Penn State’s College of Medicine’s contested decision to terminate one of its associate professors has been upheld.
The plaintiff was Catherine Beckwith, an associate professor who contends that her 2010 dismissal from a tenure-track position violated the terms of her contract. She alleges that her research progress–on which her job depended–was unfairly represented by an administration eager to be rid of her. The school, meanwhile, claims her firing was fully in line with their tenure review policy.
During Beckwith’s first review, the committee was satisfied with her research while the dean of medicine and department chair were not, and at the next, the committee ruled against her as well. Beckwith originally took the matter to an internal faculty senate committee, who agreed her review had been mishandled, but when her work was looked at once more, the committee reached the same conclusion.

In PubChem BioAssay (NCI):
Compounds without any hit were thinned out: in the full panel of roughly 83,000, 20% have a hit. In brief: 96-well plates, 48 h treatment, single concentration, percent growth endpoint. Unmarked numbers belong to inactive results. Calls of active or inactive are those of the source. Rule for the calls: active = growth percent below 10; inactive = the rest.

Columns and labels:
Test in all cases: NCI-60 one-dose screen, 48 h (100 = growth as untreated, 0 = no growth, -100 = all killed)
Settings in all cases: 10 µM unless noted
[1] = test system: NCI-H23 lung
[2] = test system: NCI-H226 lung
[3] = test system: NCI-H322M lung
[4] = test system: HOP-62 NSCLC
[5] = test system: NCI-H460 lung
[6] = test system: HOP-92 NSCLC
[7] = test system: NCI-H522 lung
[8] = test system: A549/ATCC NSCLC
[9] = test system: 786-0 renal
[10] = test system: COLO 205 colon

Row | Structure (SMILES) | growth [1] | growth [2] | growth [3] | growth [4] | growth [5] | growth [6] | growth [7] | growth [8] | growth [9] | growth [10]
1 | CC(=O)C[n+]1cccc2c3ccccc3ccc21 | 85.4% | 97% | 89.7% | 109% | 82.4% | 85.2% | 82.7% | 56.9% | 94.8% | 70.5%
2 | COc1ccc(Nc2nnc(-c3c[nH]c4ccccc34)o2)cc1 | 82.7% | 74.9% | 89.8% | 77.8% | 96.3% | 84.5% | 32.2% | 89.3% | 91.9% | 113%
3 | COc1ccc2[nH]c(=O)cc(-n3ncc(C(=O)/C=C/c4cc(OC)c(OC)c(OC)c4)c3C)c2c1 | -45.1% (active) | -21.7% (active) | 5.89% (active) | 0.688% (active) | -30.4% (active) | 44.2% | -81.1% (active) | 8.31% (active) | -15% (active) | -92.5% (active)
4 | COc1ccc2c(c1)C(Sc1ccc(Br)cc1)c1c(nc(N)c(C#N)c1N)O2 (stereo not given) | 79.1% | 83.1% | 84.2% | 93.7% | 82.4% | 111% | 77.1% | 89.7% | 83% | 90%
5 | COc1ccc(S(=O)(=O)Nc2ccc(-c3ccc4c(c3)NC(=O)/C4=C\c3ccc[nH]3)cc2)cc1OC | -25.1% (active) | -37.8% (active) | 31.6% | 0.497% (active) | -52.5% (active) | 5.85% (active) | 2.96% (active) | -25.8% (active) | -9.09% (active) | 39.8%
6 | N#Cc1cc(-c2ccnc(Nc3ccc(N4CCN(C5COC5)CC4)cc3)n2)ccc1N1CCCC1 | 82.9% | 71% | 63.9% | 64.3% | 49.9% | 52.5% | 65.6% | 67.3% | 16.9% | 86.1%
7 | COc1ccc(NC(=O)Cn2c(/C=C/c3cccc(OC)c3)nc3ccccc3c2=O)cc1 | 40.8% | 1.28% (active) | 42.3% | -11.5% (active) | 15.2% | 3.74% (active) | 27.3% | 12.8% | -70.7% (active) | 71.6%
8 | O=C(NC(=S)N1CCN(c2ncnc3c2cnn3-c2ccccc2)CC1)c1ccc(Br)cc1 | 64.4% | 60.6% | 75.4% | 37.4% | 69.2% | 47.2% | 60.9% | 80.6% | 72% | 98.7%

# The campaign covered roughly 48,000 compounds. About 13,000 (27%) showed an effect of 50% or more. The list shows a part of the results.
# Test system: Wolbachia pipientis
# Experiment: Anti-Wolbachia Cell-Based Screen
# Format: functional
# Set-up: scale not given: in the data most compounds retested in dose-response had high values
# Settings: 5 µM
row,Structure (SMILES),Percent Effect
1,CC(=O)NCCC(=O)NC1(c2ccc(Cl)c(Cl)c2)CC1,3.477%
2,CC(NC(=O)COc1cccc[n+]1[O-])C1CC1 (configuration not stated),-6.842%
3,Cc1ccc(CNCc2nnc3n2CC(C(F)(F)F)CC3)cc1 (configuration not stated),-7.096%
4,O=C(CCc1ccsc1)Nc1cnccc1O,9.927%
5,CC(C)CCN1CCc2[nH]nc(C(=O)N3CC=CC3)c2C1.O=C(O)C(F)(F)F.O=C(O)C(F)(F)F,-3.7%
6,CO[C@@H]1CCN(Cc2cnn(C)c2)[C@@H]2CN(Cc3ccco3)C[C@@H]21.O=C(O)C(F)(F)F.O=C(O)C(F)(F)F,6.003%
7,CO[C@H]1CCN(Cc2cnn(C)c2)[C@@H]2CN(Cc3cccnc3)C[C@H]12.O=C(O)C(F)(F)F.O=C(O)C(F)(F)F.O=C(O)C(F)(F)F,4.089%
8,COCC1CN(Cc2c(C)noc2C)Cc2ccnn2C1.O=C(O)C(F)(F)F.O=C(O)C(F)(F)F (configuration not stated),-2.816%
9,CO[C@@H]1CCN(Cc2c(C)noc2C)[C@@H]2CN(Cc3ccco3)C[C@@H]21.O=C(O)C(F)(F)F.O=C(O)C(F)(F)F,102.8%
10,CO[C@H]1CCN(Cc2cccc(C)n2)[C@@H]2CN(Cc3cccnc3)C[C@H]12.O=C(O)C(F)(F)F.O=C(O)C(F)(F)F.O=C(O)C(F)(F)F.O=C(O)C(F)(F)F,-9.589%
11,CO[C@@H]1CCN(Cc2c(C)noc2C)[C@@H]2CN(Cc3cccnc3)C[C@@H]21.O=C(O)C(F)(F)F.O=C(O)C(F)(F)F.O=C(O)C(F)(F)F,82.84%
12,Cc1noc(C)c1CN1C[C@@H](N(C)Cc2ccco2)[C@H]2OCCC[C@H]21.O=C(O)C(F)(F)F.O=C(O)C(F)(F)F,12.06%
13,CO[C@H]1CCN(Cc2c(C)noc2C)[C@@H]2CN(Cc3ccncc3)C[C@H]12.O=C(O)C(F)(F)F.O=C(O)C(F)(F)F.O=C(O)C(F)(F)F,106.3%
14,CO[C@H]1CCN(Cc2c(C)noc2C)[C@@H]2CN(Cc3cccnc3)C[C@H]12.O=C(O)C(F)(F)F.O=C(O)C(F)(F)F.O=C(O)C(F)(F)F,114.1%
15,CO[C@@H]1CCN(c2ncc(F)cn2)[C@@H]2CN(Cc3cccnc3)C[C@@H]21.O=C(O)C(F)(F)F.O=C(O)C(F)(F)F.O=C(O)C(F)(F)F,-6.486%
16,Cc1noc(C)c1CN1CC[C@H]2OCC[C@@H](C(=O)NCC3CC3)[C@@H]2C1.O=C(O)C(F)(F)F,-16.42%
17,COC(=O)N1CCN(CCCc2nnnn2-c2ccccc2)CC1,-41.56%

Whatever the final outcome of this particular case, Beckwith’s suit shows the professional uncertainty so many academics live with. Tenure-track positions are highly desirable, but even getting one is clearly no guarantee of job security. With faculty decisions influenced by single opinions from high-ranking staff, it’s impossible for a review to be objective, even as those reviews can decide careers. And Beckwith was better-off than many of her peers working as adjunct professors, without even the deferred promise of an institution to call home. Whether Beckwith was wrongfully terminated is a matter of debate, but career instability in higher education is not.